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5 Simple Steps to Create an Effective Marketing Calendar
In the educational experience of most healthcare practitioners, business and marketing are overlooked topics.
Marijuana, Apathy and Chinese Medicine, Part 1
This article was written in response to the unheeded acceptance of marijuana as a harmless substance that potentially does good when used for the medical relief of pain.
A House Divided?
The American Chiropractic Association's House of Delegates voted on 30 resolutions at its annual business meeting in Washington D.C., but two in particular took immediate center stage due to their controversial nature.
The Acupuncturist's Problem
I want share with you some observations and insights into what seems to be the most common problem my colleagues in the acupuncture profession struggles with. If you also struggle with this problem, I hope you get a valuable "aha" moment from reading this.
Low Back Pain in Professional Golf: A Common Muscular Relationship
Every sport creates its own unique demands on the body. Some sports require such a myriad of body positions that assessing pathology is often difficult and unpredictable.
5 Tips for Using Pinterest to Market Your Practice
Pinterest is a very popular, but often under-utilized, social media platform where people can bookmark, or "pin," fun and interesting things from all across the internet.
Sleep, Less Sleep or No Sleep?
I had a dream I wasn't getting enough sleep. It was a very realistic dream, even though I was probably slightly awake and not really deep dreaming. Most likely I had been dozing, caught in that twilight of sleep and wakefulness.
Talking to Patients About Lumbar Facet Denervation (Medial Branch Neurotomy)
Lumbar facet denervation, more appropriately termed medial branch neurotomy (MBN), is a procedure that may be considered when patients suffer from recalcitrant non-radicular axial back and/or leg pain.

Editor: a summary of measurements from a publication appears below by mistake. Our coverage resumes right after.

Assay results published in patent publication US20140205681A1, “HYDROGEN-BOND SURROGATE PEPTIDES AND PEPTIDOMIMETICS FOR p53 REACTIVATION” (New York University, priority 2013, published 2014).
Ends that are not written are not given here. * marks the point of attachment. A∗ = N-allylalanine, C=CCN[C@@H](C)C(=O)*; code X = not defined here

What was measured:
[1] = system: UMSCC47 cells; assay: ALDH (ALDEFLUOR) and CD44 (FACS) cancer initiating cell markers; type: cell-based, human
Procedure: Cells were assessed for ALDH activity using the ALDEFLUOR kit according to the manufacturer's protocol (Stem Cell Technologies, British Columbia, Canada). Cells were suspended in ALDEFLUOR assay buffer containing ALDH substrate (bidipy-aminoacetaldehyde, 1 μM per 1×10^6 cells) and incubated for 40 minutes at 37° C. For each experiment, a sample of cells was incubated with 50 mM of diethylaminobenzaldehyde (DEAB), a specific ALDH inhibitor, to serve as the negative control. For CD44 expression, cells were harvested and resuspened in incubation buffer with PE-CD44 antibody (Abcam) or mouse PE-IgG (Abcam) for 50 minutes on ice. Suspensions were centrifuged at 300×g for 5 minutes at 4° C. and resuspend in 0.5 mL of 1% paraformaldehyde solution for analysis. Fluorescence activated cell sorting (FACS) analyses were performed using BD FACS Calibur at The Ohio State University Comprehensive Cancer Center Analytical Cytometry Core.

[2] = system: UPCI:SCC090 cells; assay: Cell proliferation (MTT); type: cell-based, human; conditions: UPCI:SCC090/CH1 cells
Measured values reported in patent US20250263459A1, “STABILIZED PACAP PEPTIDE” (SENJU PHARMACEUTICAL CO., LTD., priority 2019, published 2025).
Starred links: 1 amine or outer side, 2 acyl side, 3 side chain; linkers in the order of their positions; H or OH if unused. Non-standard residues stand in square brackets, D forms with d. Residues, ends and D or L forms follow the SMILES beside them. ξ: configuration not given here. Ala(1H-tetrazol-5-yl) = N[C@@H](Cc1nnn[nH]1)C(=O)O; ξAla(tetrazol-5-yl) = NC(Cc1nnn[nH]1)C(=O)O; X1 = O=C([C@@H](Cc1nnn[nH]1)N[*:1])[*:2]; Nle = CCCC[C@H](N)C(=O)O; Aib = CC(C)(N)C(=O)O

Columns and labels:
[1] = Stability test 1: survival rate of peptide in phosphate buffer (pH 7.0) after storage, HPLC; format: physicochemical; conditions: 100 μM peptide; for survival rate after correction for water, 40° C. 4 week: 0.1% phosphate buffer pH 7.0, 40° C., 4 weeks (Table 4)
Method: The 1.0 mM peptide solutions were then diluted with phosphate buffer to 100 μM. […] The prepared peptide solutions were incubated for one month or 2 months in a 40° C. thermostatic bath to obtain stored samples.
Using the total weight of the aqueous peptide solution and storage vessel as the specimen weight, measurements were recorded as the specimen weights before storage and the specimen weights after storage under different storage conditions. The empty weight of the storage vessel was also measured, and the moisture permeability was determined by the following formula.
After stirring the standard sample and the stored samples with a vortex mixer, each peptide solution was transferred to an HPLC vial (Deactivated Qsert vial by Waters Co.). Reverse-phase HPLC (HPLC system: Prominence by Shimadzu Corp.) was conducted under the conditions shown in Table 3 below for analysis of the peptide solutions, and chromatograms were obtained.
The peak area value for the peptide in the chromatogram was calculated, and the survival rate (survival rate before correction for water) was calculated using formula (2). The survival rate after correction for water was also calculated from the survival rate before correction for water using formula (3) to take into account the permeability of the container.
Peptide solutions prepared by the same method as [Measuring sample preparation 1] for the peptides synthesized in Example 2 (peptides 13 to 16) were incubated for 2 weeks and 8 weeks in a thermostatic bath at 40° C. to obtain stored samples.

Integrating Art with Clinical Practice for Patients with PTSD: The Artemis Project
Are you restricted by those one-on-one clinic dynamics? Why not join colleagues and clients in experimental group settings? Three of us volunteered to do just that in Austin on behalf of women veteranss from all branches of the service.
Term Limits: What's in a Word?
It was the French historian and philosopher Voltaire who once declared the Holy Roman Empire was neither holy nor Roman nor an empire.
Turning a Blind Eye to History – and Reality
The American Medical Association is taking the Supreme Court's Feb. 25, 2015 decision exactly as it always does – by turning a blind eye to history, legal precedent and reality.
Medicine is Clumsy, Don't You Be
All medical systems have clumsiness in them. If the technique isn't, the practitioner is. Everyone in every form of medicine is striving to improve. That is why we call it practice.
Animal Acupuncture: A Case Study in the Treatment of Traumatic Injury in the Equine
The rise of animal acupuncture in the U.S. began in the early 1970's as a result of the work by members of the National Acupuncture Association in Westwood, Calif.
A View From the ER
The University of Western States has inked an innovative agreement with local nonprofit health system Legacy Health whereby UWS sports-medicine fellows can experience observational clinical rotations in emergency-room settings within the Legacy system.
Applying the Thin Skull Principle
The "thin skull" principle, also known as the "you take your victim as you find them" principle, is a legal principle that can be summed up by the following statement.